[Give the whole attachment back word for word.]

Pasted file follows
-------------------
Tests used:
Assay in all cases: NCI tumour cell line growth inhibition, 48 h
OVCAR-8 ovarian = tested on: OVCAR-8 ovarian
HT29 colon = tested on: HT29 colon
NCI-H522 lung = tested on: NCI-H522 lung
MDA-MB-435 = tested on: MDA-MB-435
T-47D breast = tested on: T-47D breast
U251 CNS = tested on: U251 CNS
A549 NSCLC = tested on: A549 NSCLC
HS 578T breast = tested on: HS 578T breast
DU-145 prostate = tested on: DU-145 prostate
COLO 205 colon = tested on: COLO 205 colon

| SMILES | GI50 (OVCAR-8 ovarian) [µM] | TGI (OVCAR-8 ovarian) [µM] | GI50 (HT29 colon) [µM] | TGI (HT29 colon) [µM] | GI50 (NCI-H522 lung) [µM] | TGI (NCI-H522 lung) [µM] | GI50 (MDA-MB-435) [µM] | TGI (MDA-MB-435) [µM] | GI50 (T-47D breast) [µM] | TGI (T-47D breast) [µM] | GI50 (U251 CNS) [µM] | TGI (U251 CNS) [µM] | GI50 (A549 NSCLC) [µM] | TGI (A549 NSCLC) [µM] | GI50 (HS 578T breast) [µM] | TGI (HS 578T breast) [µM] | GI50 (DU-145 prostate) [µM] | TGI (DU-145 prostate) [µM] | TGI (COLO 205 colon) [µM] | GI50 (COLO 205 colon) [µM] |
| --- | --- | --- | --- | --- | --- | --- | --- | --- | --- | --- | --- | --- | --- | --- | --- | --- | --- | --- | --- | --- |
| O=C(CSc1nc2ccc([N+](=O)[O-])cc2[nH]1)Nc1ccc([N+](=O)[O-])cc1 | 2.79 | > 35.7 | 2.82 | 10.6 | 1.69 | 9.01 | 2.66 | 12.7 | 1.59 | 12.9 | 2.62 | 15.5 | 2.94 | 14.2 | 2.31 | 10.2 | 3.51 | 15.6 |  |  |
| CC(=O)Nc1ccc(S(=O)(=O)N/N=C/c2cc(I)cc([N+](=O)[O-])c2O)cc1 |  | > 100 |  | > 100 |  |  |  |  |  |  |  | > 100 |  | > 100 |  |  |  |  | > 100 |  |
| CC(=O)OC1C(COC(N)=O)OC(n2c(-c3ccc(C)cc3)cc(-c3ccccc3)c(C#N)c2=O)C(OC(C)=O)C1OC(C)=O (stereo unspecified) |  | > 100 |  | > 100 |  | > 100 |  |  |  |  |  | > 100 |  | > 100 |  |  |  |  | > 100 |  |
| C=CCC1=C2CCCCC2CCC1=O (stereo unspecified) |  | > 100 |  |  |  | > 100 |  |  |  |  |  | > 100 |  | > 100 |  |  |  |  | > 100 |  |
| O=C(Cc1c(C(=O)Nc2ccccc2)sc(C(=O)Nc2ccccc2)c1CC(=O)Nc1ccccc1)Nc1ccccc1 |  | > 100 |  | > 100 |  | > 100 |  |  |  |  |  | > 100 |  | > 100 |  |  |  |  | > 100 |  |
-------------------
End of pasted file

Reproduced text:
Tests used:
Assay in all cases: NCI tumour cell line growth inhibition, 48 h
OVCAR-8 ovarian = tested on: OVCAR-8 ovarian
HT29 colon = tested on: HT29 colon
NCI-H522 lung = tested on: NCI-H522 lung
MDA-MB-435 = tested on: MDA-MB-435
T-47D breast = tested on: T-47D breast
U251 CNS = tested on: U251 CNS
A549 NSCLC = tested on: A549 NSCLC
HS 578T breast = tested on: HS 578T breast
DU-145 prostate = tested on: DU-145 prostate
COLO 205 colon = tested on: COLO 205 colon

| SMILES | GI50 (OVCAR-8 ovarian) [µM] | TGI (OVCAR-8 ovarian) [µM] | GI50 (HT29 colon) [µM] | TGI (HT29 colon) [µM] | GI50 (NCI-H522 lung) [µM] | TGI (NCI-H522 lung) [µM] | GI50 (MDA-MB-435) [µM] | TGI (MDA-MB-435) [µM] | GI50 (T-47D breast) [µM] | TGI (T-47D breast) [µM] | GI50 (U251 CNS) [µM] | TGI (U251 CNS) [µM] | GI50 (A549 NSCLC) [µM] | TGI (A549 NSCLC) [µM] | GI50 (HS 578T breast) [µM] | TGI (HS 578T breast) [µM] | GI50 (DU-145 prostate) [µM] | TGI (DU-145 prostate) [µM] | TGI (COLO 205 colon) [µM] | GI50 (COLO 205 colon) [µM] |
| --- | --- | --- | --- | --- | --- | --- | --- | --- | --- | --- | --- | --- | --- | --- | --- | --- | --- | --- | --- | --- |
| O=C(CSc1nc2ccc([N+](=O)[O-])cc2[nH]1)Nc1ccc([N+](=O)[O-])cc1 | 2.79 | > 35.7 | 2.82 | 10.6 | 1.69 | 9.01 | 2.66 | 12.7 | 1.59 | 12.9 | 2.62 | 15.5 | 2.94 | 14.2 | 2.31 | 10.2 | 3.51 | 15.6 |  |  |
| CC(=O)Nc1ccc(S(=O)(=O)N/N=C/c2cc(I)cc([N+](=O)[O-])c2O)cc1 |  | > 100 |  | > 100 |  |  |  |  |  |  |  | > 100 |  | > 100 |  |  |  |  | > 100 |  |
| CC(=O)OC1C(COC(N)=O)OC(n2c(-c3ccc(C)cc3)cc(-c3ccccc3)c(C#N)c2=O)C(OC(C)=O)C1OC(C)=O (stereo unspecified) |  | > 100 |  | > 100 |  | > 100 |  |  |  |  |  | > 100 |  | > 100 |  |  |  |  | > 100 |  |
| C=CCC1=C2CCCCC2CCC1=O (stereo unspecified) |  | > 100 |  |  |  | > 100 |  |  |  |  |  | > 100 |  | > 100 |  |  |  |  | > 100 |  |
| O=C(Cc1c(C(=O)Nc2ccccc2)sc(C(=O)Nc2ccccc2)c1CC(=O)Nc1ccccc1)Nc1ccccc1 |  | > 100 |  | > 100 |  | > 100 |  |  |  |  |  | > 100 |  | > 100 |  |  |  |  | > 100 |  |